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10:05 a.m.

Senate Judiciary Committee Democrats say interview transcripts detailing a 2016 meeting between Trump campaign officials and a Russian lawyer are just "one piece of a much larger puzzle."

The Democrats say the transcripts do not tell the full story of the meeting because some participants were not interviewed and Senate Judiciary Chairman Chuck Grassley was unwilling to subpoena them. Without interviews of former Trump campaign chairman Paul Manafort, adviser Jared Kushner and others, Democrats say "much of the truth remains hidden."

In a list of findings, the Democrats say that Donald Trump Jr.'s willingness to take the meeting with Russian attorney Natalia Veselnitskaya "confirms that the Trump campaign was willing to accept Russia's assistance."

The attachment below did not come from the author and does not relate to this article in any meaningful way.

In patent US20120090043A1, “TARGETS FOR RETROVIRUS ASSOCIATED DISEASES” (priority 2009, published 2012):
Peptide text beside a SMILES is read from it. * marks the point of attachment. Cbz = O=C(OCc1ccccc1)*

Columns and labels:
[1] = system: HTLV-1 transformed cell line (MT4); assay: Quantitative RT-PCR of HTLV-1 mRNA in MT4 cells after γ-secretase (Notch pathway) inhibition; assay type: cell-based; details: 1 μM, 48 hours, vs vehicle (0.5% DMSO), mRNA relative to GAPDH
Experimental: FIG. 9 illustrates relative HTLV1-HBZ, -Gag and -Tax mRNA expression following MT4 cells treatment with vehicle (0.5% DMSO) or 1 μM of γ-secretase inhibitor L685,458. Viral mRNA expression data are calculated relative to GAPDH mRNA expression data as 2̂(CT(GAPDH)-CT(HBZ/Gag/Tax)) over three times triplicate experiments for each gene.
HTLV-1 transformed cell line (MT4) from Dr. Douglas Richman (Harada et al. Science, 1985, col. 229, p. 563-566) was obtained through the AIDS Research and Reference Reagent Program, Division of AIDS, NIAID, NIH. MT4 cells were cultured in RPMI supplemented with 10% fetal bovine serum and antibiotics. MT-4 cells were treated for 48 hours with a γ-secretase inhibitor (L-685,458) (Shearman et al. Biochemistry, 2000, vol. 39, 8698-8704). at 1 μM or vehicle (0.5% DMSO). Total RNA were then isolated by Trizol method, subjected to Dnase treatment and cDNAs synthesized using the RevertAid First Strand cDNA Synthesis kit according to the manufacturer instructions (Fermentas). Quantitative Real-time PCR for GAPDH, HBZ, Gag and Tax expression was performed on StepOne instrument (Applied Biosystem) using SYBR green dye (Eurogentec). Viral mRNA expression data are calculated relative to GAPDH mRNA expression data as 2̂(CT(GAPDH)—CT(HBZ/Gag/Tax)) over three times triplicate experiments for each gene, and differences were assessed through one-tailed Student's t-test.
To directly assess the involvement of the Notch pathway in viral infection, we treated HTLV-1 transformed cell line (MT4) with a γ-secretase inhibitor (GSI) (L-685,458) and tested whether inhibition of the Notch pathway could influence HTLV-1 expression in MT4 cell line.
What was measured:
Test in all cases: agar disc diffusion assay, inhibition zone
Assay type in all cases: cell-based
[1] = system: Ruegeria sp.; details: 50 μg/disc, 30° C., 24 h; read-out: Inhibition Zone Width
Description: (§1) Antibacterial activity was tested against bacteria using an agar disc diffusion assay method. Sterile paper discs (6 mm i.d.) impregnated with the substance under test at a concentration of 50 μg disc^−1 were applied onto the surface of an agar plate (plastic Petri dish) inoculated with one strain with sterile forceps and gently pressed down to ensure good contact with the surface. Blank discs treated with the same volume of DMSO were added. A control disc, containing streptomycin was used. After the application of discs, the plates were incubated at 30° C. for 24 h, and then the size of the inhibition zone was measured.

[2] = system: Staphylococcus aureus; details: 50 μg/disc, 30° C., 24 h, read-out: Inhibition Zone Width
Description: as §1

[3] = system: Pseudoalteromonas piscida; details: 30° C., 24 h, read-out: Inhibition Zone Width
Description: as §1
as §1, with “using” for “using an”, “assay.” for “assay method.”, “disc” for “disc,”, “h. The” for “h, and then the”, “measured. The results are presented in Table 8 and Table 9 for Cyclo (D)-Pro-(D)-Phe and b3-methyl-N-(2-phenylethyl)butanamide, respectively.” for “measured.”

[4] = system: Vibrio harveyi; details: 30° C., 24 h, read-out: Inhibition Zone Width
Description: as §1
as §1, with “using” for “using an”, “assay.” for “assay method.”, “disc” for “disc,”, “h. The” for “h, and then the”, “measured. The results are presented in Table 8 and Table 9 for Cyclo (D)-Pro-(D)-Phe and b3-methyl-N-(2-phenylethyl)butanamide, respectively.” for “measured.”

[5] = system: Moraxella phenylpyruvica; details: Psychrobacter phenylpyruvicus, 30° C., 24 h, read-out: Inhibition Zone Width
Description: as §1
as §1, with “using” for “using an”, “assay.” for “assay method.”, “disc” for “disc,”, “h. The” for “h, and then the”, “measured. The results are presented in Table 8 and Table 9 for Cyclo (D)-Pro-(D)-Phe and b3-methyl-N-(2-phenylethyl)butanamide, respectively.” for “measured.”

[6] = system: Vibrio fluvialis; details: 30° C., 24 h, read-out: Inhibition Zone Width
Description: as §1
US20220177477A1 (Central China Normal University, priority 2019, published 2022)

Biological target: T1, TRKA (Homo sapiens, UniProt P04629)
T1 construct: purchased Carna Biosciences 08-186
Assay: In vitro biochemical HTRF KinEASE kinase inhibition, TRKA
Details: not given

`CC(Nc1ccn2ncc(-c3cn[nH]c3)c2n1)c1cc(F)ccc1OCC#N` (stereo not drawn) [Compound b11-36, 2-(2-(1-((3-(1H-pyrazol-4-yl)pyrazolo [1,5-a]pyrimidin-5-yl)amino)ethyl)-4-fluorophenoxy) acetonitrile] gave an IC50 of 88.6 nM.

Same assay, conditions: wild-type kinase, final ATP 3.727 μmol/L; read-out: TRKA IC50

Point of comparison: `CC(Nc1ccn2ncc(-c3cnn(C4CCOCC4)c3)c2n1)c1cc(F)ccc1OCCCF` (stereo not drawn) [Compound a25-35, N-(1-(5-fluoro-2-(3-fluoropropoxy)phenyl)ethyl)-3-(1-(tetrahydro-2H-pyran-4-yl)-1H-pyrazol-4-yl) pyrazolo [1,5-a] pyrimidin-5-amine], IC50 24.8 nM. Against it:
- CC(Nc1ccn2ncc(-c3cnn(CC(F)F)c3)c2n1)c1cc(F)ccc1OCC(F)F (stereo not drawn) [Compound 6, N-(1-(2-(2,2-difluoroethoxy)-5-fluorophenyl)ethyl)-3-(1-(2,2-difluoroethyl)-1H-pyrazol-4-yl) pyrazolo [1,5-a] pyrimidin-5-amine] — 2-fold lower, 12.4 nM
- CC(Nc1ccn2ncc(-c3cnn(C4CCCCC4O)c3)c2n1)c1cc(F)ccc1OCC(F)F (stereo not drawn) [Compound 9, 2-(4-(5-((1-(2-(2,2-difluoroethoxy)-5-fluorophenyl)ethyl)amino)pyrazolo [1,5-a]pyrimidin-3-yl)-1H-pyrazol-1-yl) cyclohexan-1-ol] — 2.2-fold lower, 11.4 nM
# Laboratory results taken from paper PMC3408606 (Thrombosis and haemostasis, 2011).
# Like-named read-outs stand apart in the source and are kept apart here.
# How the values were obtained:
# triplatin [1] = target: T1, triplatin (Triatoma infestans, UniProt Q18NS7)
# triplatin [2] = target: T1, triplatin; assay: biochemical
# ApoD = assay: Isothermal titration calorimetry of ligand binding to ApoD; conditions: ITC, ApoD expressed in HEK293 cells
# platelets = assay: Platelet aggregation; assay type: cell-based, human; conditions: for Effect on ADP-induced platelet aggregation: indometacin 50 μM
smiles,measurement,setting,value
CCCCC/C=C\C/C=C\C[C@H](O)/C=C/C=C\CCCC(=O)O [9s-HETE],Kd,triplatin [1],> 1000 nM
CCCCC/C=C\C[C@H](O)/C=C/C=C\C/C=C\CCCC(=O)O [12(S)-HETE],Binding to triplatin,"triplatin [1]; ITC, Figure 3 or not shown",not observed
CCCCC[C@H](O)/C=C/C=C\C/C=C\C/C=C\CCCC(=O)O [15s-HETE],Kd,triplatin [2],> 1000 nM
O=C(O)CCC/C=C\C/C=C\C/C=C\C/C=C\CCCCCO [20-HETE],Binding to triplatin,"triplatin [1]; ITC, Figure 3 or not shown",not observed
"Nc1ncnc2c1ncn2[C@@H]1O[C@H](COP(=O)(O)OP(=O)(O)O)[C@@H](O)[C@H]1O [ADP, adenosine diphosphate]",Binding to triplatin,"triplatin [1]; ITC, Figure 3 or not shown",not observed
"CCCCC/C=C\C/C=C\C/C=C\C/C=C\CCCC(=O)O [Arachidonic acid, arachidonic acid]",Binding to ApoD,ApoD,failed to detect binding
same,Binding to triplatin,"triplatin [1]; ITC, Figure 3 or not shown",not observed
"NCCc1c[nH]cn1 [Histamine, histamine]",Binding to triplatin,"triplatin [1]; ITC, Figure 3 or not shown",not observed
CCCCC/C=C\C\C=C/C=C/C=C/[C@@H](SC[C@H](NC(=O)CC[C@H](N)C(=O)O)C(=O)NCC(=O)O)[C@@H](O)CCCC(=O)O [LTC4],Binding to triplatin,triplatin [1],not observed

The interviews were part of the panel's investigation into Russian meddling in the 2016 election.


Donald Trump Jr. struck an unapologetic tone during hours of congressional questioning last year, saying he didn't think there was anything wrong with meeting a Russian lawyer at Trump Tower ahead of the 2016 presidential election or that the get-together might have been part of a Russian government effort to aid his father, according to transcripts released Wednesday

The president's eldest son also deflected multiple questions from the Senate Judiciary Committee, responding to dozens of queries by saying he could not recall or remember or remember the answer.

The committee released more than 1,800 pages of transcripts of interviews with Trump Jr. and others who attended a June 9, 2016, meeting at which they expected to receive dirt about Trump's opponent, Democrat Hillary Clinton.